ImageThe Mann River starts life as a bubbling little stream high in the Gibraltar Ranges on the eastern fall of the big hill. It hurries down to join the Nymboida above Jackadgery and then the Clarence; not far above the gorge. It is a reasonably easy paddle with mostly grade one and two rapids and the odd gnarly portage.

The wildlife is plentiful along the banks and there Imageare always eagles soaring on the thermals above the valley. Cod and bass are your Imagecompanions in the water and when conditions are right will readily take an offering from the fisherman.

The rivers up this neck of the woods are also famous for the characters that live and move around them. One gentleman in particular is a larger than life figure, Dan Frogan.

ImageDan is a legendary back country woodsman and "perch" fisherman extraordinaire. I first met Dan by accident, one day on the river. I had been paddling all morning and the fishing had been slow. At the tail ofImage this particular pool I was lining up a path to shoot through the rapids. "Do you always charge through the perches' front door, without knocking?" came a voice from nowhere. To say I was startled would be an understatement!

Dan stood up from where he had been stationed between some large boulders at the head of the rapid. He blended in perfectly with the boulders and brush. "Slow down mate," he said, "pay more attention to the environment you are traveling through". I suppose the Hawaiian shirt and big yellow hat did make me stand out a bit.

"There are some good perch in that hole," he said, indicating the pool I was just about to launch the kayak into. He pulled a grasshopper off the back of my multi-coloured shirt and proceeded to attach it onto the hook at the end of his large cane fishing rod.

"Watch this," he said. Gently placing the grasshopper in the rapids, it was washed into the head of the pool. The creature came up spluttering and wings flapping, desperately trying to get to the bank of the pool. I'm sure it realized it was in deep trouble. There was a swirl and a splash of a tail and the grasshopper vanished from the surface.Image

ImageDan lent back gently on the cane pole and the bass suddenly realized something was not right. It turned and shot off down the pool and Dan was after it. The bass could not be pulled up the rapids so Dan was jumping from rock to rock to reach the edge of the pool where he had a better chance of landing this good fish.

The bass was heading for some mid stream boulders and Dan was Imagetrying to put the Imagebrakes on. He put the long cane pole to good use and finally a beautiful long lean wild river bass was lying at his feet.

"This one's for lunch," he said. "Care to join me?" I was about to say something, but decided to keep my mouth shut. "Sounds like a great idea," I said. "I'll boil the billy."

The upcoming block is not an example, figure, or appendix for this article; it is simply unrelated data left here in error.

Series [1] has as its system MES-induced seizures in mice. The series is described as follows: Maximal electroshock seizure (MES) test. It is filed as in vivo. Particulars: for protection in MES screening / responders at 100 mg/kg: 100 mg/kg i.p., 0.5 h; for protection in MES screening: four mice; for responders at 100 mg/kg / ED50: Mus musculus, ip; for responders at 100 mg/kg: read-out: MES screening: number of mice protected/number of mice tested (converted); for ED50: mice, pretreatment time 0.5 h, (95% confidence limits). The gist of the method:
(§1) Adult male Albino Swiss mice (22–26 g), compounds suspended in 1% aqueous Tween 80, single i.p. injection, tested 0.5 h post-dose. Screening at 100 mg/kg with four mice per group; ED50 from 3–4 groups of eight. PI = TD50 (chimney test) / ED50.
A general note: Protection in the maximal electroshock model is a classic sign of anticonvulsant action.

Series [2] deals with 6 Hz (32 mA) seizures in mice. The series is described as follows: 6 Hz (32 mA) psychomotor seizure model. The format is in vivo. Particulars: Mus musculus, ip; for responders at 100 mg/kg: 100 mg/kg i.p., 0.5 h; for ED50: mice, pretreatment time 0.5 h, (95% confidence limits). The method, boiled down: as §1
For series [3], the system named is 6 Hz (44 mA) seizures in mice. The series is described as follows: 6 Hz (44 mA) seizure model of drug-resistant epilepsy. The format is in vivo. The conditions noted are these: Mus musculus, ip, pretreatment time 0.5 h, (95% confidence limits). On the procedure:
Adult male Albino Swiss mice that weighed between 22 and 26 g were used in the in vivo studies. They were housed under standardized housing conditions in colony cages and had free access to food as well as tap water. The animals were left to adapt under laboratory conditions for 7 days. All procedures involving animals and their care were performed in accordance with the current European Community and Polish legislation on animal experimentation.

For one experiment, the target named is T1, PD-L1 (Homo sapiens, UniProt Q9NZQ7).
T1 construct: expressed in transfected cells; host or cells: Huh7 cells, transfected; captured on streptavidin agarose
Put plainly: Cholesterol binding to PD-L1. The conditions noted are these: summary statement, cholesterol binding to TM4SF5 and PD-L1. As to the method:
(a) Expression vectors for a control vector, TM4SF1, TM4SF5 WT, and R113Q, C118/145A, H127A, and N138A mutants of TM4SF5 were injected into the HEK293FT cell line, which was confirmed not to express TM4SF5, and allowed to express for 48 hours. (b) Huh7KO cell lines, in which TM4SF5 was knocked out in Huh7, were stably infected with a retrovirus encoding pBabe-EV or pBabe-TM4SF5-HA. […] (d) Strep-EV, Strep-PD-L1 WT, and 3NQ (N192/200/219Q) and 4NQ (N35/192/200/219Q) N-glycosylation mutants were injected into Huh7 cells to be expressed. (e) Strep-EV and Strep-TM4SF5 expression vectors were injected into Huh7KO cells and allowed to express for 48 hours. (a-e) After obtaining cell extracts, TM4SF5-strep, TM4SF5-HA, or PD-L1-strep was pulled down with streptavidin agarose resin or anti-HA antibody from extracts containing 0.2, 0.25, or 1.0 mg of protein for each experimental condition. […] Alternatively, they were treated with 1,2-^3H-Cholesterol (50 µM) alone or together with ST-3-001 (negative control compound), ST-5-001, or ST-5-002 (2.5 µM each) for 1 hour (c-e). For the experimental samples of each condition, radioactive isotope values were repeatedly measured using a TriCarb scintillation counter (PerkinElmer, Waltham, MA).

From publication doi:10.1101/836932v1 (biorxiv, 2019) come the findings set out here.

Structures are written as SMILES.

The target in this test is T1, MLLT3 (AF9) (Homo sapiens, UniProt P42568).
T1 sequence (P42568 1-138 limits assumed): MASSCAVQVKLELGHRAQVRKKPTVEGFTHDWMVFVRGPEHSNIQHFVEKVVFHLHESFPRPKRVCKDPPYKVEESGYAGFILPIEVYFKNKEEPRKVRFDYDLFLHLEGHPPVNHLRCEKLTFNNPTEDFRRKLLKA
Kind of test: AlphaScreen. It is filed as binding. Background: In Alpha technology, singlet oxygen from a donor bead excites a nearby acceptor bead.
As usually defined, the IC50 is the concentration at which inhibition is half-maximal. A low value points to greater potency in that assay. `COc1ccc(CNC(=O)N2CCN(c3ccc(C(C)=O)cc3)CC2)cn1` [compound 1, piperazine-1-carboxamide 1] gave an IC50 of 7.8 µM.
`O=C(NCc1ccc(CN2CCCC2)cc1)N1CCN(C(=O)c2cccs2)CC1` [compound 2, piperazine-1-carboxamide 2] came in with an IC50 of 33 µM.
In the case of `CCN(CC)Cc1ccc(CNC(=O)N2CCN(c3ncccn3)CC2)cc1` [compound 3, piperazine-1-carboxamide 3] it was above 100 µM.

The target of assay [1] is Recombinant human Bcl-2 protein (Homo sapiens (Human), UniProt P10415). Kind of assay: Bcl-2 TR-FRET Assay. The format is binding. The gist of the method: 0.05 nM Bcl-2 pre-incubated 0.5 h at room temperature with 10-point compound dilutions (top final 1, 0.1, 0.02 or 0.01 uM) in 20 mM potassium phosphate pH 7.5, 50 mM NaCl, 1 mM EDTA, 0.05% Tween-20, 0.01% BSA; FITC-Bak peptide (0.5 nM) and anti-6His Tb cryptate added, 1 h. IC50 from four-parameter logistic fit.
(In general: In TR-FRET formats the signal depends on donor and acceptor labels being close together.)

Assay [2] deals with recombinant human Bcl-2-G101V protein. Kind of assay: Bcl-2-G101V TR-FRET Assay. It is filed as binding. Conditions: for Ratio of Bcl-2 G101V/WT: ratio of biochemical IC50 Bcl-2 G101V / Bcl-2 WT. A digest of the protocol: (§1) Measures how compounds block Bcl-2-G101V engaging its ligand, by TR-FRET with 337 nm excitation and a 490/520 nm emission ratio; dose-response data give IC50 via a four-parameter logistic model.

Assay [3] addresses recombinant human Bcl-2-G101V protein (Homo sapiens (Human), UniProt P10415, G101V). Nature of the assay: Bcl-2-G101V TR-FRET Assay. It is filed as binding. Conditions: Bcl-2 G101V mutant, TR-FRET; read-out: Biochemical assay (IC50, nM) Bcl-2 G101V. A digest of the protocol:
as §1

ImageWe sat around the campfire, having a cuppa, as the bass sat in the coals slowly cooking. We discussed the river and fishing and the environment in general. I finally got around to the subject of catch and release. "I only ever kill enough for a feed," he said. "The rest I always release."Image

He told me that not that long ago, when coming down the river, he would always find set lines. "I Imagealways cut them off," he said. Nowadays he finds very few. People, it seems are becoming more aware of the fish being a limited resource.

After lunch, (the bass was very tasty) we fished together for a couple of hours. "Lose that shirt," he said. "The perch will only laugh at you." He taught me about moving slowly and blending in with the background. "Try to stay low and not let your silhouette be seen above the horizon."Image

"Instead of blindly crashing into the pool in the kayak, why not get out at the top and walk around the side of the next pool? Then you can cast upstream from behind the perch in their blind spot."

Dan was a real bushman and knew all the tricks. It did not take me long to realize that I could learn a lot from him. "Stealth and camouflage are our best weapons," he said.

Image"Your turn," he said. Next pool I used the cover of trees and boulders to slowly work my way around behind the rapids at the top of the pool. I could see a large bass just to the side of the rapids in an eddy. I cast a shallow diver right into the turbulence at the head of the rapids. Two cranks of the handle and I saw the bass charge in and grab the Imagelure. I lent back on the rod and came up tight. This bass wasn't happy. He charged up and down the pool in a head shaking run. My drag was screaming and I was hollering.

Dan just sat on a nearly rock and laughed. Eventually the beautiful creature was lying at my feet and after some photos he was released to fight another day.

I still bump into Dan occasionally on the Mann River. Whenever we meet we always stop and have a cuppa.

Words and Photos by Graeme Bowes